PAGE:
How To Choose A Plastic Surgeon
The American Board of Plastic Surgery requires candidates to be qualified according to its set rules prior to taking the board exams. This includes completion of a medical degree, training in general, orthopedic, or otolaryngological surgery followed by a full training program and residency in plastic and reconstructive surgery. The residency is rigorous and includes not only cosmetic surgery, but microvascular and nerve surgery, hand surgery, head and neck surgery, and reconstructive restorative surgery of all parts of the body. The average time to complete qualifications is eleven years. Following this, the candidate must pass a rigorous written examination. It is usual to expect approximately 30% failure rate each year, even in fully trained and qualified candidates. After this the candidate must show competency in performing plastic surgery. He/she must complete at least two years in practice and submit a list of all procedures performed, with photographs before and after surgery. When the list is finally approved, the candidate must sit for and pass a several day oral examination, again with about a 30% failure rate per year. Despite this careful and extensive assurance of complete training and excellence in surgical decision making and performance, there are many groups who perform plastic surgery without plastic surgery board certification, and even without plastic surgery training. The Board of Facial Plastic Surgeons are ENT surgeons, the American Board of Cosmetic Surgeons are dentists, specifically oral maxillofacial surgeons. General surgeons, OB/GYN surgeons, ENT surgeons, Dermatologists and others perform breast augmentation, liposuction and other procedures. DON’T BE AFRAID TO ASK FOR YOUR SURGEON’S QUALIFICATIONS. No good surgeon will be offended. But be informed about what the answer means, what the various boards represent!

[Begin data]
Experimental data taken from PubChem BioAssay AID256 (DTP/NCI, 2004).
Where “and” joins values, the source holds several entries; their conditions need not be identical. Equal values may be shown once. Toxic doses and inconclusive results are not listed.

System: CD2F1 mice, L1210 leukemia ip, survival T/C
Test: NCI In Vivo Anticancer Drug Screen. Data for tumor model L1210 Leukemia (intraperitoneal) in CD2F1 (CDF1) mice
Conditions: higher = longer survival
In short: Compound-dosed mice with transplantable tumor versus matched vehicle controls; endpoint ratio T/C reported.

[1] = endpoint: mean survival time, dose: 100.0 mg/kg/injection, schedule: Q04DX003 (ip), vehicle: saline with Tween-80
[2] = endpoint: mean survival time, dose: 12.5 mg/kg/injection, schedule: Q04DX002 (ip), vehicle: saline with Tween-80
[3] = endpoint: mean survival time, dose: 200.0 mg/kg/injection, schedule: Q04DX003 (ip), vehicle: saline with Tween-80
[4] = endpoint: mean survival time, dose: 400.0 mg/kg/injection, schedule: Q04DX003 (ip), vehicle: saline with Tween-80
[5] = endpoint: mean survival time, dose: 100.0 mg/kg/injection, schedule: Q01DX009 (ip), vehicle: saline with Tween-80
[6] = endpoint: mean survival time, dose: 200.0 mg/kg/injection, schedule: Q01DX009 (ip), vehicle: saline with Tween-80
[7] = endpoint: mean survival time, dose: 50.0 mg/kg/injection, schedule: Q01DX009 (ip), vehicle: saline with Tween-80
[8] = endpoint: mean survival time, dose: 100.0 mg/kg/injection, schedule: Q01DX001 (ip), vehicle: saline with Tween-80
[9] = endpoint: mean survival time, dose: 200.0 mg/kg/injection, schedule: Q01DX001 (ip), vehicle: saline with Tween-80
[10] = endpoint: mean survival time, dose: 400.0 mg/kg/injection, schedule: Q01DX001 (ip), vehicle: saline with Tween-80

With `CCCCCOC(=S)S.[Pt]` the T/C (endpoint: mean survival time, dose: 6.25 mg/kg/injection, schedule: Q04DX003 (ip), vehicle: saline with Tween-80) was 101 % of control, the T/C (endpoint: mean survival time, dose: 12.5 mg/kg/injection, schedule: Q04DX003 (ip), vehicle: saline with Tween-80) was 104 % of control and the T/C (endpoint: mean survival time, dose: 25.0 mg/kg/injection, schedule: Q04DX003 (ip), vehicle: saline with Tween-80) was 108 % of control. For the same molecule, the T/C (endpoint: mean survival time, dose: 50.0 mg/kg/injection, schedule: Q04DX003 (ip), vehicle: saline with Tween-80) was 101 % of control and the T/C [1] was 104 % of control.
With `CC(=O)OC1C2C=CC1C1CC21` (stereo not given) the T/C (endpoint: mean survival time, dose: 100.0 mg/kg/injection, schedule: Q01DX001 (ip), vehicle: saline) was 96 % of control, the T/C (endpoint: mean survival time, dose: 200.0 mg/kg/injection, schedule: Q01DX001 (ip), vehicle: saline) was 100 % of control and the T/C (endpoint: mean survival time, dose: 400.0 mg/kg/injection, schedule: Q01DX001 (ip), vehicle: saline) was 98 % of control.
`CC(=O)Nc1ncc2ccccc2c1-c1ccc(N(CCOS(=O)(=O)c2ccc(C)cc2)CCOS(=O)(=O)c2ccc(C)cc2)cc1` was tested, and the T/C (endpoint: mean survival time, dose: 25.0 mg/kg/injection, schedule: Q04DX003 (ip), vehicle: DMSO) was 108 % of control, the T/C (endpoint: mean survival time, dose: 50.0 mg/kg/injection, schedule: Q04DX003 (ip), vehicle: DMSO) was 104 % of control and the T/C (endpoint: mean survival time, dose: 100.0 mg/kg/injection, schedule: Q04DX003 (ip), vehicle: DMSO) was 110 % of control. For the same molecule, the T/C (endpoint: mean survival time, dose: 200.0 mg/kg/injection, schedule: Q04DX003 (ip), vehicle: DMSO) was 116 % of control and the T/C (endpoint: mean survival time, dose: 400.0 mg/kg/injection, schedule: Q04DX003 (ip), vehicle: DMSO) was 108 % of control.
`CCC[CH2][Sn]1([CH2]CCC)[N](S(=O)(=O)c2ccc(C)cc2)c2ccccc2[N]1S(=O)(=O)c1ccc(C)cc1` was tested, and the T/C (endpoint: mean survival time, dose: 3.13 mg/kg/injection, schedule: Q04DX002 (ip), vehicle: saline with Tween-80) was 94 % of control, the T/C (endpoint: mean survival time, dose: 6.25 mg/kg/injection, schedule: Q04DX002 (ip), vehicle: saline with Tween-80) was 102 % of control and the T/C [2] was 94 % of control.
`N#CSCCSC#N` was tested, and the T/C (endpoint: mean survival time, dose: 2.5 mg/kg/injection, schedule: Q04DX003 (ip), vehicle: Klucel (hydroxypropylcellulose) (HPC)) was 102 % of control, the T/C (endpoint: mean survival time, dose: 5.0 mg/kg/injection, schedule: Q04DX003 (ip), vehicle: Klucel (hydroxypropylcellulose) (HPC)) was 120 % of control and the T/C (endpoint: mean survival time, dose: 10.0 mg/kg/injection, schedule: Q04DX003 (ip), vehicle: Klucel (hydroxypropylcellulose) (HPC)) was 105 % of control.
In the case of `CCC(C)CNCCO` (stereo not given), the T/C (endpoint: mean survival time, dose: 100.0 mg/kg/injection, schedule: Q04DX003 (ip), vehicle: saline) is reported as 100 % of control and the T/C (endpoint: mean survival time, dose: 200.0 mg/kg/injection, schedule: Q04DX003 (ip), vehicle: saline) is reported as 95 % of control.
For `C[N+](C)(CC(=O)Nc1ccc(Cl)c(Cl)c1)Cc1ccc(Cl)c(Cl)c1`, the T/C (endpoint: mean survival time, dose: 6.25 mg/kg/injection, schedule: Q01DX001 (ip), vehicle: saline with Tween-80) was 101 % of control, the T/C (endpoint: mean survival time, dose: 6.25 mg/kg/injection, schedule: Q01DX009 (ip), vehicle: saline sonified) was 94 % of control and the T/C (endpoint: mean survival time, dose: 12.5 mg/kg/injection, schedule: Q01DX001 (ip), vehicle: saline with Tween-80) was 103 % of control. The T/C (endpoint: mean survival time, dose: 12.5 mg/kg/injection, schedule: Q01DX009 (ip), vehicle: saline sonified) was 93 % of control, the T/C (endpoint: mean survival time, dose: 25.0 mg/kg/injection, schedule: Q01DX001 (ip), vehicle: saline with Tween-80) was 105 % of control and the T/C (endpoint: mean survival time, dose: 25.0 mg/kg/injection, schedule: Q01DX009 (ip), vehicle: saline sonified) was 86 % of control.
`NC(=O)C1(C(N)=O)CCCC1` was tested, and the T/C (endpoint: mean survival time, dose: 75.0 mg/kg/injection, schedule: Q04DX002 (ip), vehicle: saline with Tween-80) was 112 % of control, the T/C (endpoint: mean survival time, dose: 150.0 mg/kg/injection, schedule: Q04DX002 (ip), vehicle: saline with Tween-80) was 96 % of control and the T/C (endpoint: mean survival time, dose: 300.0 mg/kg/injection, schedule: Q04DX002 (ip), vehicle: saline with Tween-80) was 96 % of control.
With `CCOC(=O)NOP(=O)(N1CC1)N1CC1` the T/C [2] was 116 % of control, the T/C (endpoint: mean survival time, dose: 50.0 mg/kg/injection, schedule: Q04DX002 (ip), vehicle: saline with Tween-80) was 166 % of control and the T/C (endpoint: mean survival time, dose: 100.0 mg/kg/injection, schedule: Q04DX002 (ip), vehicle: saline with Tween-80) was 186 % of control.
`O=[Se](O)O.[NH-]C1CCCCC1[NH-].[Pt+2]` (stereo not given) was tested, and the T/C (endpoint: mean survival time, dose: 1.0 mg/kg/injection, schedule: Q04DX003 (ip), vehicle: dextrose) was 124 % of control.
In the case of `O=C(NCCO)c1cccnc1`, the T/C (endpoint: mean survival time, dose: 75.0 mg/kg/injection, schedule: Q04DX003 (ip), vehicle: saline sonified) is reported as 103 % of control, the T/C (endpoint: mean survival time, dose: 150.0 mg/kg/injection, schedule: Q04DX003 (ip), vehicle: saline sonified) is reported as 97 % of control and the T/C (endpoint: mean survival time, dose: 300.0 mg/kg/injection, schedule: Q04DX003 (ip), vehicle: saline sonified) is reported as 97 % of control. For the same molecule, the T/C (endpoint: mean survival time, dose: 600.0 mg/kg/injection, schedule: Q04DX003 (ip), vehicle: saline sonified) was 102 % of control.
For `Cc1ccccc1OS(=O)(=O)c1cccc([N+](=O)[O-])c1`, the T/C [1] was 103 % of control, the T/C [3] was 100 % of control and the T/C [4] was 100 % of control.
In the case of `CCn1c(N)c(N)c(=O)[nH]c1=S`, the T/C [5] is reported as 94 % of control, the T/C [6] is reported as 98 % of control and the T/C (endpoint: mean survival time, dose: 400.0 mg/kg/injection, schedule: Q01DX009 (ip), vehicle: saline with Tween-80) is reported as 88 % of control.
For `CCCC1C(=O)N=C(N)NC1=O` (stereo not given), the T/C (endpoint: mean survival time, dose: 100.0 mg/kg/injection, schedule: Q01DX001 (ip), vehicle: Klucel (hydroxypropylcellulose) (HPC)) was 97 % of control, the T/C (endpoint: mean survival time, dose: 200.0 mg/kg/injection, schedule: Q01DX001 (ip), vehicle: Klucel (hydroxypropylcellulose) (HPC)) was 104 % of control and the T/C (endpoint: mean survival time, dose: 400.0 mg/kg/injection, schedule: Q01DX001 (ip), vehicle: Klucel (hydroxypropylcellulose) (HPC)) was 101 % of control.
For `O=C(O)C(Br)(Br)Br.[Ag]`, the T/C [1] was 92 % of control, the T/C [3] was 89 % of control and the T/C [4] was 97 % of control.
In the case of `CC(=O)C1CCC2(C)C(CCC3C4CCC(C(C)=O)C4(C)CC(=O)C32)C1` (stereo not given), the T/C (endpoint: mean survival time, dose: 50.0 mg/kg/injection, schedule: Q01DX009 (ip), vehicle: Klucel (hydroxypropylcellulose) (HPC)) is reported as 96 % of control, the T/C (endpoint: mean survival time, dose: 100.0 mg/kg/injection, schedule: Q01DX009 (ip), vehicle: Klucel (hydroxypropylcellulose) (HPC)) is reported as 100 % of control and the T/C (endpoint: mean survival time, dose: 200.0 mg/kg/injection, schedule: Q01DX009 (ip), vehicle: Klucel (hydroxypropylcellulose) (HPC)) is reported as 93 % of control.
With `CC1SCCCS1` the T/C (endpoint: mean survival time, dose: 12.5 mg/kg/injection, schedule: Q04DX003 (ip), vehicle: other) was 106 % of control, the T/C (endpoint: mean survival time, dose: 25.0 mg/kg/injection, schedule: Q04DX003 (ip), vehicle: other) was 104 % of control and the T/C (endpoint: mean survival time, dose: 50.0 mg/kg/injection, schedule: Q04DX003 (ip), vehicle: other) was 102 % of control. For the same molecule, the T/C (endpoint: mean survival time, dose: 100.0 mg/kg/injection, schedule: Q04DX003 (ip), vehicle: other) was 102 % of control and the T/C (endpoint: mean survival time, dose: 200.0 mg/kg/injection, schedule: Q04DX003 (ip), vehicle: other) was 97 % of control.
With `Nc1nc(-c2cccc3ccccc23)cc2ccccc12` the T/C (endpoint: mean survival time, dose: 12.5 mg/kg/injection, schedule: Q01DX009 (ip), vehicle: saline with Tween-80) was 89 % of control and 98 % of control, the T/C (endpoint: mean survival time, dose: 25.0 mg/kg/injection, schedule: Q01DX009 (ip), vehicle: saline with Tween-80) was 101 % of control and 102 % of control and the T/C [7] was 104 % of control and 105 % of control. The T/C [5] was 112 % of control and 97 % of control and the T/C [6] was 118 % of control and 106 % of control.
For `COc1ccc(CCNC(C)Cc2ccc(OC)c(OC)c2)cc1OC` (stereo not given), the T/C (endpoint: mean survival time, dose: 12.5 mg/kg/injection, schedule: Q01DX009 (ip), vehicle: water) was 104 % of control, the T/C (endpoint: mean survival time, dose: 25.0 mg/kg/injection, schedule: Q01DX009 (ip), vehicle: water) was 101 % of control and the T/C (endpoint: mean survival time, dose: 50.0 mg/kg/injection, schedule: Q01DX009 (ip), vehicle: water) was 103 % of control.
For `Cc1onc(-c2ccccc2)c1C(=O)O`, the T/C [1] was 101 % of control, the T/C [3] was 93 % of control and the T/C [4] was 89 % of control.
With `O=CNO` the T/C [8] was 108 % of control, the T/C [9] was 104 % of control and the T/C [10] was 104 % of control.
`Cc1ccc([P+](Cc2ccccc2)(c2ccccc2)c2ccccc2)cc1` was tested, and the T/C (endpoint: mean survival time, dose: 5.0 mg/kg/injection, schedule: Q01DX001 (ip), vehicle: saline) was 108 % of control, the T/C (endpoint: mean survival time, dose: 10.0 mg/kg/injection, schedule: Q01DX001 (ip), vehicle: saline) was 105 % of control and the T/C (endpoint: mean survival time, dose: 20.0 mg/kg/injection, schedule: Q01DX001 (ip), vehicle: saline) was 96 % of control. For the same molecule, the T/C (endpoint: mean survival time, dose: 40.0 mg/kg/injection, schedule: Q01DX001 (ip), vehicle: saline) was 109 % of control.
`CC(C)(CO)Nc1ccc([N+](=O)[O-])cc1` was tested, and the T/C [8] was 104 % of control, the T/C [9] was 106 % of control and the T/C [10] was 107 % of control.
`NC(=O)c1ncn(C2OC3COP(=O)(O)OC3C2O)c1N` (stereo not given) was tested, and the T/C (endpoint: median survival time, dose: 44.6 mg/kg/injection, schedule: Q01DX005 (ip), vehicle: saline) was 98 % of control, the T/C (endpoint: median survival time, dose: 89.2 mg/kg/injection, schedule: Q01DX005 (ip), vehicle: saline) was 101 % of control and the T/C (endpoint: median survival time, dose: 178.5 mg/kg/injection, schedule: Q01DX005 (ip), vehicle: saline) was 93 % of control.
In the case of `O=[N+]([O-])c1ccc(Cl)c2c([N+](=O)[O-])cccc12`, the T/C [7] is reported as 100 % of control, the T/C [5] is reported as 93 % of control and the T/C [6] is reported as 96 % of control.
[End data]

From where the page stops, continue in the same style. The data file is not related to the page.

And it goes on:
FAMILIARITY WITH THE PROCEDURE
Many of the procedures done today are new and were not included in the training programs of the older surgeons. For an example endoscopic technique only became an integral part of general surgery training about four years ago. There are many new methods of facelift performed today which have evolved in the past couple of years. Laser resurfacing is a new use of the laser and has only recently come into general use. Again DON’T BE AFRAID TO ASK. Ask where your surgeon was trained in that particular procedure, and ask how many he/she has done. You can even ask to see pictures before and after the procedure, and talk to a patient to get their perspective.
It is of the utmost importance that you have a good rapport with your surgeon. You must feel that you can communicate well with him/her, that he/she understands your wishes and needs, and that his/her sense of aesthetics matches yours. You are going to put an enormous trust in him/her and should feel absolutely at ease with this. Complications occasionally happen, even in the best hands, and you must feel that this rapport and trust will continue throughout the entire healing process.